Saturday, November 18th to Saturday, December 16th, 2006
Opening reception: Friday, November 17th at 8:00 pm
The term “objective correlative,” made famous by T.S. Eliot in his essay Hamlet and His Problems (1919), describes the formula by which specific reactions can be evoked in the arts through the appropriate combination of images, objects, and descriptions. In terms of visual effect, the idea of such universal “correlatives” set the stage for, among other things, the perceptual tour de force of Op Art, Minimalism, and Sunsets.
To contrast this, Daniel Oates’s recent work takes geometric abstraction as a departure point for imagining an optically-based art which conforms in scale to the individual—a subjective correlative, if you will. These modest works rely on parallax—the apparent displacement of an object produced by a change in a viewer’s position—to create a three-dimensional effect, thus revealing optical experiences to be contingent, participatory events. Oates’s onsite works suggest constructivist notions of line, plane, colour, and form—historically imagined as a powerful system of forces—and in so doing recall the political aspect of formal innovations in the last century or so.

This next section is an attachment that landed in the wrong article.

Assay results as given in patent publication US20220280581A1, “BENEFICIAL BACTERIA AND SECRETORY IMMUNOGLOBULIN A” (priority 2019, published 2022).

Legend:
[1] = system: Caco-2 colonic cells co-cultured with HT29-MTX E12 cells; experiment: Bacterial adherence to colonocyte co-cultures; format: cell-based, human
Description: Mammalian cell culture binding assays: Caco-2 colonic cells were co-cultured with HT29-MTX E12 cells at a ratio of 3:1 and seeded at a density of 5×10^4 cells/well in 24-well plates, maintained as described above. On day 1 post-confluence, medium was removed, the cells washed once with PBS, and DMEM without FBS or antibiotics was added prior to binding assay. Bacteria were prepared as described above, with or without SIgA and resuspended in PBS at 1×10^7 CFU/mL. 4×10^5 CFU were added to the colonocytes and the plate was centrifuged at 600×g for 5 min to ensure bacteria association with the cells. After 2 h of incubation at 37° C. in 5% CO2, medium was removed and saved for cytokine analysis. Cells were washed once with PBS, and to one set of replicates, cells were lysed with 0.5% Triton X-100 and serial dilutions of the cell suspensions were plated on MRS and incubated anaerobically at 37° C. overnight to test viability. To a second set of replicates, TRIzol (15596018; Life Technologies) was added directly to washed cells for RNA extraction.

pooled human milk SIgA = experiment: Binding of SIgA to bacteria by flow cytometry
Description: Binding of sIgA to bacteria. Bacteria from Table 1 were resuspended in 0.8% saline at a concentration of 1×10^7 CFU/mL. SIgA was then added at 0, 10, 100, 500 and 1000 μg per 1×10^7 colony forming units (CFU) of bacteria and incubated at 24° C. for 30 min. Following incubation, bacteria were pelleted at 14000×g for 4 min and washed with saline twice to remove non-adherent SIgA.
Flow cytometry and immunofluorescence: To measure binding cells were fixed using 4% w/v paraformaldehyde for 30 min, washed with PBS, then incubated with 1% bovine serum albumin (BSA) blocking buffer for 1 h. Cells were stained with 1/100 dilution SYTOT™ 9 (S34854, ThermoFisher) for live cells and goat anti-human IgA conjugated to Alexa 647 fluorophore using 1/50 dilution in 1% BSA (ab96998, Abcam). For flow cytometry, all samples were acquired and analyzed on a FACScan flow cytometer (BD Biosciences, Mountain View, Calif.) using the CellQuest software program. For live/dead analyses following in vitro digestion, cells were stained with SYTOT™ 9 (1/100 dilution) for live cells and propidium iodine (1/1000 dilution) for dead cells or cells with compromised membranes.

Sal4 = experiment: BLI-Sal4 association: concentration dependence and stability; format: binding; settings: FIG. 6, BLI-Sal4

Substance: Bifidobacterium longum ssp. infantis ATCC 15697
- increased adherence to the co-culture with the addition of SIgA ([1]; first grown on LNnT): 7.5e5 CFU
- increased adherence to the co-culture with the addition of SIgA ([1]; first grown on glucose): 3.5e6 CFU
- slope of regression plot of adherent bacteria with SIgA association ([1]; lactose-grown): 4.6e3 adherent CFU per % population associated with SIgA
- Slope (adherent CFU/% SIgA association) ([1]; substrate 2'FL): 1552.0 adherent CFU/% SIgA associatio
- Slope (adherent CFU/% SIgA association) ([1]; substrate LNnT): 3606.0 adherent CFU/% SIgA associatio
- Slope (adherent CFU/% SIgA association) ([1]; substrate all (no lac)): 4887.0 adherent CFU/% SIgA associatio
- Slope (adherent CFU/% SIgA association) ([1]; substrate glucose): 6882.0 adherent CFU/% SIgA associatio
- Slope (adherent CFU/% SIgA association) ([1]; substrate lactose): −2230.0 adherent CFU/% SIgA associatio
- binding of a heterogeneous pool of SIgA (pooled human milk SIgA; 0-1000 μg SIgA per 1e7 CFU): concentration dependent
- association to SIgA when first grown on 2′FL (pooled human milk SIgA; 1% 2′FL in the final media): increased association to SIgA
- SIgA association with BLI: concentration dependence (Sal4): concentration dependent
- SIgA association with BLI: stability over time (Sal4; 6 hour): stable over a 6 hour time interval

New Yorker Daniel Oates is in fourth year of general arts at the Emily Carr Institute of Art and Design, and is also a curator of Instead Gallery at ECI. In viewing his work, it may come as a surprise to some that Daniel is partially colour blind and also has difficulty with double-vision due to a rare condition involving misaligned pupils.